1. Storage

Databases

Flipt supports SQLite, Postgres, CockroachDB and MySQL databases.

SQLite is enabled by default for simplicity, however you should use Postgres, MySQL, or CockroachDB if you intend to run multiple copies of Flipt in a high availability configuration.

The database connection can be configured as follows:

SQLite

db:
  # file: informs flipt to use SQLite
  url: file:/var/opt/flipt/flipt.db

Postgres

db:
  url: postgres://postgres@localhost:5432/flipt?sslmode=disable

The Postgres database must exist and be up and running before Flipt will be able to connect to it.

CockroachDB

db:
  url: cockroach://root@localhost:26257/flipt?sslmode=disable

The CockroachDB database must exist and be up and running before Flipt will be able to connect to it.

MySQL

db:
  url: mysql://mysql@localhost:3306/flipt

The MySQL database must exist and be up and running before Flipt will be able to connect to it.

Migrations

From time to time the Flipt database must be updated with new schema. To accomplish this, Flipt includes a migrate command that will run any pending database migrations for you.

If Flipt is started and there are pending migrations, you will see the following error in the console:

migrations pending, please backup your database and run `flipt migrate`

If it is your first run of Flipt, all migrations will automatically be run before starting the Flipt server.

You should backup your database before running flipt migrate to ensure that no data is lost if an error occurs during migration.

If running Flipt via Docker, you can run the migrations in a separate container before starting Flipt by running:

docker run -it -v $HOME/flipt:/var/opt/flipt flipt/flipt:latest /bin/sh -c './flipt migrate'

$HOME/flipt is just used as an example, you can use any directory you would like on the host.

If you don’t use mounted volumes to persist your data, your data will be lost when the migration container exits, having no effect on your Flipt instance!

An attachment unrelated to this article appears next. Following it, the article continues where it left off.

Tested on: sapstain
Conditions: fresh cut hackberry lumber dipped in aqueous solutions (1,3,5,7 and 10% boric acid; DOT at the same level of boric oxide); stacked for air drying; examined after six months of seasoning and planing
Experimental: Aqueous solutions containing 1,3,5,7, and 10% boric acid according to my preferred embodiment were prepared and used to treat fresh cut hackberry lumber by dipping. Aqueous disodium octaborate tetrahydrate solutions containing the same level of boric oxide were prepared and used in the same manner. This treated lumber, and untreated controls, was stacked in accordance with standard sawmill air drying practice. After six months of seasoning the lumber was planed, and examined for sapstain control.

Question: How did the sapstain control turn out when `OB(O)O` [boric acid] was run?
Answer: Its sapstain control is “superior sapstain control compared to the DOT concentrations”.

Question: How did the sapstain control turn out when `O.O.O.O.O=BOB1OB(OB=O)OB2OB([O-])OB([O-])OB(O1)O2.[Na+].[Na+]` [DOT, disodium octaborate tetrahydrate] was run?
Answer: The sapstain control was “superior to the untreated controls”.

Import/Export

Flipt supports importing and exporting your feature flag data since v0.13.0.

Import

To import previously exported Flipt data, use the flipt import command. You can import either from a file or from STDIN.

To import from STDIN, Flipt requires the --stdin flag:

cat flipt.yaml | flipt import --stdin

If not importing using --stdin, Flipt requires the file to be imported as an argument:

flipt import flipt.yaml

This command supports the --drop flag that will drop all of the data in your Flipt database tables before importing. This is to ensure that no data collisions occur during the import.

Be careful when using the --drop flag as it will immediately drop all of your data and there is no undo. It is recommended to first backup your database before running this command just to be safe.

Export

To export Flipt data, use the flipt export command.

By default, export will output to STDOUT:

$ flipt export

flags:
- key: new-contact-page
  name: New Contact Page
  description: Show users our Beta contact page
  enabled: true
  variants:
  - key: blue
    name: Blue
  - key: green
    name: Green

You can also export to a file using the -o filename or --output filename flags:

flipt export -o flipt.yaml

Caching

Flipt supports both in-memory cache as well as Redis to enable faster reads and evaluations. Enabling caching has been shown to speed up read performance by several orders of magnitude.

Enabling in-memory caching when running more than one instance of Flipt is not advised as it may lead to unpredictable results. It is recommended to use Redis instead if you are running more than one instance of Flipt.

Caching works as follows:

  • All flag reads and evaluation requests go through the cache
  • Flag cache entries are purged whenever a write to a flag or its variants occur or the TTL expires
  • Evaluation cache entries are purged after the TTL expires only
  • A cache miss will fetch the item from the database and add the item to the cache for the next read
  • A cache hit will simply return the item from the cache, not interacting with the database

See the Cache section for how to configure caching.

Expiration/Eviction

You can also configure an optional duration at which items in the cache are marked as expired.

For example, if you set the cache TTL to 5m, items that have been in the cache for longer than 5 minutes will be marked as expired, meaning the next read for that item will hit the database.

Setting an eviction interval (in-memory cache only) will automatically remove expired items from your cache at a defined period.

The combination of cache expiration and eviction can help lessen the amount of memory your cache uses, as infrequently accessed items will be removed over time.

To tune the expiration and eviction interval of the cache set the following in your config:

cache:
  enabled: true
  backend: memory
  ttl: 5m # items older than 5 minutes will be marked as expired
  memory:
    eviction_interval: 2m # expired items will be evicted from the cache every 2 minutes